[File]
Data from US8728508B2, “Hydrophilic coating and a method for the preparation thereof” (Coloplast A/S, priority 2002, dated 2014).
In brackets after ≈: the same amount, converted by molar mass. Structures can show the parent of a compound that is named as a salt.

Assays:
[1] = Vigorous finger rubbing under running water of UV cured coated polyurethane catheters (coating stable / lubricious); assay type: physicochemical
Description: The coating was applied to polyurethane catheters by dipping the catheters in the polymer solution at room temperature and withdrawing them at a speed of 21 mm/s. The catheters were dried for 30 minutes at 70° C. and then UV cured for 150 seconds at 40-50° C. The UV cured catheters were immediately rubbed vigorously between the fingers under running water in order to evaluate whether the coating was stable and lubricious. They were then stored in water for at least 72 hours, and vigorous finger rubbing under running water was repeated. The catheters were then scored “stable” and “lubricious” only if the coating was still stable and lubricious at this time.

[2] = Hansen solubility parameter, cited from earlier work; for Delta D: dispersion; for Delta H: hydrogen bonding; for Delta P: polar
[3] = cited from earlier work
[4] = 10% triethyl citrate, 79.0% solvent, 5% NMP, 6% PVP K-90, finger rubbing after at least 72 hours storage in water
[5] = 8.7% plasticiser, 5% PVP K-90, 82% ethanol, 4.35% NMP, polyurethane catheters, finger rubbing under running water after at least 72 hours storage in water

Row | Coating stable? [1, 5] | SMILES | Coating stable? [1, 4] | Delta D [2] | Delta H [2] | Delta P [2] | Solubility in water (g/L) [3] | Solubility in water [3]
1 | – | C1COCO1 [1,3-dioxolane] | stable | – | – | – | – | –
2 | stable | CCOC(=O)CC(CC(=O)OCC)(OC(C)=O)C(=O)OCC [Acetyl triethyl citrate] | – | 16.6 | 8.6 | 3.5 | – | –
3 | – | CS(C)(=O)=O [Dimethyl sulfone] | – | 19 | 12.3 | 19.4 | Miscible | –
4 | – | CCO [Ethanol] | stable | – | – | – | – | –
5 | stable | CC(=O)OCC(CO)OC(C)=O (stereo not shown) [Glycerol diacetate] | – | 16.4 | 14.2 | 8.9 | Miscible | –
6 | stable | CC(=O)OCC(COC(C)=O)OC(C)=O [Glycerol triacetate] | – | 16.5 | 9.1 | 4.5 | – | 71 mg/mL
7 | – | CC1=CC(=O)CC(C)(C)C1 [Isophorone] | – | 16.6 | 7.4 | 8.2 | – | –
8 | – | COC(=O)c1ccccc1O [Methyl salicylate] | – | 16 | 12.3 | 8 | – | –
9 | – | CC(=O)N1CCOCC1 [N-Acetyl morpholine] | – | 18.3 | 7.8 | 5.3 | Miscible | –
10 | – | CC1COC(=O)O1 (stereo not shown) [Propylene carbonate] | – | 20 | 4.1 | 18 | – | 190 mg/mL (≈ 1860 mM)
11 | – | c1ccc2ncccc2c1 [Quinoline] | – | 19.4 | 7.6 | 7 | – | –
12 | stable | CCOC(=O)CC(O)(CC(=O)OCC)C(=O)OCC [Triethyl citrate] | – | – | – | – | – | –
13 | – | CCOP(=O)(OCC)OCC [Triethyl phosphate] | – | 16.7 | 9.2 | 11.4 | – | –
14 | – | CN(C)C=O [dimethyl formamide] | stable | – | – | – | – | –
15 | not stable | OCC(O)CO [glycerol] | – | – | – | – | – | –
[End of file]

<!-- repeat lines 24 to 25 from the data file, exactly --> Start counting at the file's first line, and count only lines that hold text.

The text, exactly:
14 | – | CN(C)C=O [dimethyl formamide] | stable | – | – | – | – | –
15 | not stable | OCC(O)CO [glycerol] | – | – | – | – | – | –